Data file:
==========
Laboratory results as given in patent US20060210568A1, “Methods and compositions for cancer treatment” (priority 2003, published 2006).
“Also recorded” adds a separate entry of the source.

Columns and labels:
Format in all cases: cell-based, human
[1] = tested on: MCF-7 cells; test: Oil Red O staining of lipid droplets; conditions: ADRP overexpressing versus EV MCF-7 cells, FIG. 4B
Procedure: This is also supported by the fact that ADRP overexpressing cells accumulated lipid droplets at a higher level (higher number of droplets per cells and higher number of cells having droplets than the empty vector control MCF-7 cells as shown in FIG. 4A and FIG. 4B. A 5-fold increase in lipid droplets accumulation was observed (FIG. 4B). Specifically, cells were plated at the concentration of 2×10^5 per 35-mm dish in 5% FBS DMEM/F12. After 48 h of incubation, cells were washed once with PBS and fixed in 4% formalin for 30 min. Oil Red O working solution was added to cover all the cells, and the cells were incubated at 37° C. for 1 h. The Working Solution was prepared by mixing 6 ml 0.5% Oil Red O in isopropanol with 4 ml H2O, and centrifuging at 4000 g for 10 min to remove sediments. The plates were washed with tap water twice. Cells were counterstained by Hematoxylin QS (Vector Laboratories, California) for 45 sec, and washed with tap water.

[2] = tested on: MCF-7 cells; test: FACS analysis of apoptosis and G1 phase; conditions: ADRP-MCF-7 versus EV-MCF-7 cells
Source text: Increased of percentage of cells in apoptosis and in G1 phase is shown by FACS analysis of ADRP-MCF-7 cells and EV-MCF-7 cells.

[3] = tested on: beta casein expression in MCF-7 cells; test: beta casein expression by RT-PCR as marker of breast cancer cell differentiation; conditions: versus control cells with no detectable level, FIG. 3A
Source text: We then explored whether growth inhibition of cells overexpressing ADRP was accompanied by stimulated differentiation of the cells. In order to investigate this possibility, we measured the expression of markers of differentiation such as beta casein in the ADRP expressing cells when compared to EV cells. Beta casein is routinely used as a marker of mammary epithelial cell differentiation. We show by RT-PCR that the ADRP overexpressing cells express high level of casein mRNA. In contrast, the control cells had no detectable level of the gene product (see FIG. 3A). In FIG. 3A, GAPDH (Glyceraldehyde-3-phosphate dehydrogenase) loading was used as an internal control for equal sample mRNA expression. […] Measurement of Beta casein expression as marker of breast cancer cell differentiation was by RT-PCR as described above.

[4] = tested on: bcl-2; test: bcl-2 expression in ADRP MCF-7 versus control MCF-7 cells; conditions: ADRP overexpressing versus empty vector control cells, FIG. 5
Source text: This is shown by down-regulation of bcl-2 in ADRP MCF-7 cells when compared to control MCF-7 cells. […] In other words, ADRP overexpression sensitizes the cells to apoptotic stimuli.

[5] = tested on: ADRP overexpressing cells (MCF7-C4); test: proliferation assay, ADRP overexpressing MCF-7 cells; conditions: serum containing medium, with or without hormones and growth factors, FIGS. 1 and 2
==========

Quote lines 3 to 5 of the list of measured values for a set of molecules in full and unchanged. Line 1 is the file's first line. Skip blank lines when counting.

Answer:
Columns and labels:
Format in all cases: cell-based, human
[1] = tested on: MCF-7 cells; test: Oil Red O staining of lipid droplets; conditions: ADRP overexpressing versus EV MCF-7 cells, FIG. 4B